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Sunday, 31 January 2010 17:14

Crayfish conundrum for angling

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Carefully placed bait, a perfect cast; all to be ruined by a brazen crayfish sweep the bait from the line. More likely than not it is one of the North American crayfish that are rapidly spreading through our waterways. This species is affecting fisheries, rivers and lakes all over the country and has contributed to the devastating loss of British white-clawed crayfish which play an important role in healthy rivers.

White Clawed Crayfish How do signal crayfish affect fishing?
Although signal and native white-clawed crayfish are similar to look at there are significant differences between the two species.  North American signal crayfish grow larger, produce more offspring and are generally more aggressive.  Native white-clawed crayfish are a keystone species and an important part of the food chain in the clean, healthy rivers they are traditionally found in.  Signal crayfish can often lead to an imbalance in freshwater communities, over predating the aquatic invertebrates that many fish species feed on and even eating fish eggs.

Not only do signal crayfish affect fish stock directly, they can also have an impact on the quality of river and fishery banks and have even been known to cause severe damage to fishery dams.  How?  Both signal and white-clawed crayfish are burrowing species, however, signals create much deeper and more extensive burrows which cause banks to become unstable and can undercut dams. 

Trapping myth
As we become increasingly aware of the havoc that signal crayfish are causing, there has been an increase in programmes and articles recommending catching them for free food.  Read the fine print though – many people do not release it is illegal to trap for any species of crayfish without a trapping licence from the Environment Agency.  Casual trapping might seem an obvious way of reducing signal numbers, but this is not the case.  Large crayfish feed on smaller individuals, so casual trapping for food removes a natural predator. This may potentially result in a rapid growth in population.  Illegal crayfish trapping can unintentionally affect other wildlife, demonstrated recently by recorded cases of otters drowning in illegal crayfish traps.  Trapping for signals also greatly increases the risk of accidentally spreading a deadly disease that is wiping out native white-clawed crayfish.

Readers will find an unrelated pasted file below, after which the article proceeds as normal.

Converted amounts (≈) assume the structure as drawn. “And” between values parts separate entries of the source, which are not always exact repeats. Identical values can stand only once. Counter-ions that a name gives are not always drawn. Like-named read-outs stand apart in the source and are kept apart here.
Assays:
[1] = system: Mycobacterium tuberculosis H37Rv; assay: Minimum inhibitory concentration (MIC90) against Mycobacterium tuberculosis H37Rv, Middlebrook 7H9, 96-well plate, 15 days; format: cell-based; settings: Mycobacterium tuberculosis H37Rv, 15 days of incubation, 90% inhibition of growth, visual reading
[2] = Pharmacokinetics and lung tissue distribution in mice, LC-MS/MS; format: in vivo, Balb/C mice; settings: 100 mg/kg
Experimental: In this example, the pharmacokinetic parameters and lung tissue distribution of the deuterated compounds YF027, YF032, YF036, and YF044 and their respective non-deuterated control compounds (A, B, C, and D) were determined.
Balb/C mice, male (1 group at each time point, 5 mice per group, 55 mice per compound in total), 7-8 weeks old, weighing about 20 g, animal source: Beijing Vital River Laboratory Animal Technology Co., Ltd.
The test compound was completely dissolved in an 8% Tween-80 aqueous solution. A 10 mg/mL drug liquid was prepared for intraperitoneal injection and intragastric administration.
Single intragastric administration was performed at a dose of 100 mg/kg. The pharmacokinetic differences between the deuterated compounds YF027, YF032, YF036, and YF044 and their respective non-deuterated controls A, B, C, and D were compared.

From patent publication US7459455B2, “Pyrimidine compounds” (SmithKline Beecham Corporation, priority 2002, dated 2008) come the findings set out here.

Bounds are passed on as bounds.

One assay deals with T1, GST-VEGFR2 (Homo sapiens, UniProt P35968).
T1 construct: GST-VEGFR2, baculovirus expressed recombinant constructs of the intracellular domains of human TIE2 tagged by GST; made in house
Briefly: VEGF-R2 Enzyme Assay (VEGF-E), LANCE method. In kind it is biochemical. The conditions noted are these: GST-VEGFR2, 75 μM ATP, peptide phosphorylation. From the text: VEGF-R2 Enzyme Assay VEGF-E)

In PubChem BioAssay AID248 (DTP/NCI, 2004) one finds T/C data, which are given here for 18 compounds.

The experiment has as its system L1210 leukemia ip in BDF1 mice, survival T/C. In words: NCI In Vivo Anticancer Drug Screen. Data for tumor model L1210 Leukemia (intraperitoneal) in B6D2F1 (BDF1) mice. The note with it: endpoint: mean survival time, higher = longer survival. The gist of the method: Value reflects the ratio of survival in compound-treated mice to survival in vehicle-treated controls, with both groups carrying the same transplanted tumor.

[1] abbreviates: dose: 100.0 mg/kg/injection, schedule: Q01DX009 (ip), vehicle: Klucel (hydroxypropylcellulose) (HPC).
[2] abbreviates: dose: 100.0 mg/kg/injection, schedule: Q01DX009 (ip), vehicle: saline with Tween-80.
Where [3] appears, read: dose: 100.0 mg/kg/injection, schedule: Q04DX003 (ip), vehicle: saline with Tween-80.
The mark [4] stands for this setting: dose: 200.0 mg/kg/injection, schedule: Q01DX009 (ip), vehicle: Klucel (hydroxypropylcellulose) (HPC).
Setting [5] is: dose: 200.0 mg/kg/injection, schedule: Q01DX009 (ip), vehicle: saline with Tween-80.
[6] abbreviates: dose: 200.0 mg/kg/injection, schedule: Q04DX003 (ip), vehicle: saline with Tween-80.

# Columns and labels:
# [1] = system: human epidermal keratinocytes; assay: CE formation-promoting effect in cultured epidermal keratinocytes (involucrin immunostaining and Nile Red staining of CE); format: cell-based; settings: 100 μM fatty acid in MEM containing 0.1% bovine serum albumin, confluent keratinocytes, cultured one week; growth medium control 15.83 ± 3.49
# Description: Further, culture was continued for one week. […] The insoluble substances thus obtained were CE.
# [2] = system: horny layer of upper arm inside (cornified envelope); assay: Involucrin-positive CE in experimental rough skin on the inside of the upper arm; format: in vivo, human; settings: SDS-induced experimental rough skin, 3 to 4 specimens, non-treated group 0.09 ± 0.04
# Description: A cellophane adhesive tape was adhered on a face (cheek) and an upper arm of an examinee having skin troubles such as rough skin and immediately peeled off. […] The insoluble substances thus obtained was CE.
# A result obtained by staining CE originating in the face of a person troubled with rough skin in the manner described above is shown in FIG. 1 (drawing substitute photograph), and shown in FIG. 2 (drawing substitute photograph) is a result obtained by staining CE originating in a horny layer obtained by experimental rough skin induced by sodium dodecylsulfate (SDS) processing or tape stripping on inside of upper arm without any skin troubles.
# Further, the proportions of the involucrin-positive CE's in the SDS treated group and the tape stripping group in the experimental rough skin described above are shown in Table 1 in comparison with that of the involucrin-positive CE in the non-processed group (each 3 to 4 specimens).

Deadly disease
Most anglers’ are aware of the large number of waterway diseases that can affect fish stock and the importance of disinfecting equipment and boots appropriately.  The crayfish plague can easily be carried by fish or people and although harmless to either, it is lethal to white-clawed crayfish and can wipe out entire populations in a matter of weeks.  This fungus-like disease rarely affects signal crayfish, which can act as carriers.  It releases spores which travel through the water and attach onto anything they come in contact with.  A waterborne disease, the spores require moisture to survive so please wash off all you equipment and most importantly dry it out before changing your fishing location.  If you are able to disinfect equipment please do, if not make sure it has dried completely before use.

Stop the spread     
North American signal crayfish and the crayfish plague are wiping out native white-clawed crayfish populations and with up to 70% lost in the south west and no native crayfish left in some parts of the UK at all, if we don’t act now it will be too late to save this species from extinction in the UK.  Simple steps can save this species.  Do not trap for crayfish without first consulting the Environment Agency and obtaining a licence and never remove crayfish from a waterway or use any part for bait, these actions are illegal.  Do wash and dry all equipment and footwear after use and if possible disinfect appropriately.  Finally protect native crayfish habitat, which is also beneficial to other animals such as invertebrates and fish and report any sightings to your local Environment Agency office.

If you need advice on North American signal crayfish or crayfish legislation please contact your local environment agency, information can be found at: www.environment-agency.gov.uk

North American Signal Crayfish

Save a species:
The South West Crayfish Project is a partnership of organisations working to prevent the continued loss of native white-clawed crayfish in the south west.  Operating the largest strategic translocation, or re-homing programme, of native crayfish in the UK to date they work closely with the local angling community. 

If you want to know more about the plight of the white-clawed crayfish and how the South West Crayfish Project is working to conserve the species through re-homing and breeding programmes and education please visit the websites below and search for ‘South West Crayfish Project’:
www.bristolzoo.org.uk or www.avonwildlifetrust.org.uk

Source: South West Crayfish Project

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